“There is now extensive theory and research in the sciences and social sciences that can and must guide the content, structure, and implementation of prevention and promotion efforts. Those programs that have been successful have built upon this knowledge base, not only increasing their own effectiveness but also incorporating evaluations that reveal which aspects of the theoretical models are most powerful and which need to be refined.”

Bond & Carmola Hauf,
2004, p. 202


Schools can play a crucial role in fostering children’s positive development, and have recently been recognized as one of the primary settings to promote students’ social and emotional learning (SEL). Given competing demands on time and resources, it is essential that educators find and implement evidence-based curricular approaches that optimize learning and social understanding, while proving to be cost-effective (Durlak et al., 2011).

The Taxi Dog team is dedicated to ensuring our program is grounded in the latest research and best practices in social and emotional learning and is committed to supporting independent research to evaluate the curriculum.

Phase 1 Research
A first step in determining an SEL program’s effectiveness is to conduct research examining the program’s implementation – including participants’ responsiveness (e.g., teacher buy-in), feasibility, and fidelity (Berkel et al., 2011; Durlak & DuPre, 2008). Taxi Dog Phase 1 research, conducted by Dr. Kimberly Schonert-Reichl and her colleagues at the University of British Columbia in the Spring of 2013, was a feasibility study to evaluate Taxi Dog in the real world setting of elementary school classrooms.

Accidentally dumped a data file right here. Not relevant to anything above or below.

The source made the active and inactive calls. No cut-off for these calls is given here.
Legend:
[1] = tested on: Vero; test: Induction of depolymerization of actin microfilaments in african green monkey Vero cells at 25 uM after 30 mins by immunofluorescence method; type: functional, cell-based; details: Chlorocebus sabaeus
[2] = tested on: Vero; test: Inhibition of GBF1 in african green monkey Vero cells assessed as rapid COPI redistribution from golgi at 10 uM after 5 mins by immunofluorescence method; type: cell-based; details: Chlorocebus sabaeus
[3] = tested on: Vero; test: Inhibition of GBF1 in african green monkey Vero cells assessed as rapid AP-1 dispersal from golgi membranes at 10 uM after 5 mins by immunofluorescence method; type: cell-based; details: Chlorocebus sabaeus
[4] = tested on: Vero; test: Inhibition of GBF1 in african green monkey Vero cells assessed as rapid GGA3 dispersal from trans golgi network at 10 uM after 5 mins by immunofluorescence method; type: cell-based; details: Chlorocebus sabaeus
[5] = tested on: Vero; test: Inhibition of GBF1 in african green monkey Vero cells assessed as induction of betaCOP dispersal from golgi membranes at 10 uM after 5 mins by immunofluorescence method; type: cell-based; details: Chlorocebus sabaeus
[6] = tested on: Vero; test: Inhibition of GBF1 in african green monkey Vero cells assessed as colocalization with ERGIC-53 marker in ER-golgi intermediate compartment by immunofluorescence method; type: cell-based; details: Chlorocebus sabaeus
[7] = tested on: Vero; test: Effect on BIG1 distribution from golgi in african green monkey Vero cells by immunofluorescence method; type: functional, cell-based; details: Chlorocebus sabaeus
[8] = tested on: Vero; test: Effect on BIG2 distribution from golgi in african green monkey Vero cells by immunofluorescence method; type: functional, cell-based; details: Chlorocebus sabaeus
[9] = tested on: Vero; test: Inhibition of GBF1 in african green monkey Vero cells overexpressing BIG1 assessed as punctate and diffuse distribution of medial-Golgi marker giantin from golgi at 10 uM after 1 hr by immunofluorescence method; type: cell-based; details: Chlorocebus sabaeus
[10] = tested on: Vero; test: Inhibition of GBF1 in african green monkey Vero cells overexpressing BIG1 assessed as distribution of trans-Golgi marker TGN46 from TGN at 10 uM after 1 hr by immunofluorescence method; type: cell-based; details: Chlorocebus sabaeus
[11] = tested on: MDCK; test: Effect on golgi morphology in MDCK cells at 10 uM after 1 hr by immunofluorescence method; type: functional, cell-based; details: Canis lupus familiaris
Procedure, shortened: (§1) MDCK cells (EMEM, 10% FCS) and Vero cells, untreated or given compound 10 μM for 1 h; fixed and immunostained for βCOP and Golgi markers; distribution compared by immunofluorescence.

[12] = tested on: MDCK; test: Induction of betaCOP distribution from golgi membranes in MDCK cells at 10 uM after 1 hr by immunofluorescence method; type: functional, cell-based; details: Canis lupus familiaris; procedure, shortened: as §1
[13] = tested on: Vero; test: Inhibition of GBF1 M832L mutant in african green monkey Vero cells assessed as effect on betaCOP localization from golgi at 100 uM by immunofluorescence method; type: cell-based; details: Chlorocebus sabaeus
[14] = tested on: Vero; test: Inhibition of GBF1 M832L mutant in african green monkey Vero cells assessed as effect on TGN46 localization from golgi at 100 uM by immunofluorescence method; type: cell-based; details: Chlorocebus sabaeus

Please visit the Pilot Feasibility Study page for more information.

Phase 2 Research
Dr. Schonert-Reichl and her colleagues at the University of British Columbia completed a multisite randomized controlled trial (RCT) of the Taxi Dog Program.  This examined program feasibility and preliminary outcomes on students’ social and emotional skills (including self-regulation), behaviors, and academic achievement. The study was completed over the 2013/2014 school year.  Results will be ready to share shortly.
Please visit the Current Research page for more information.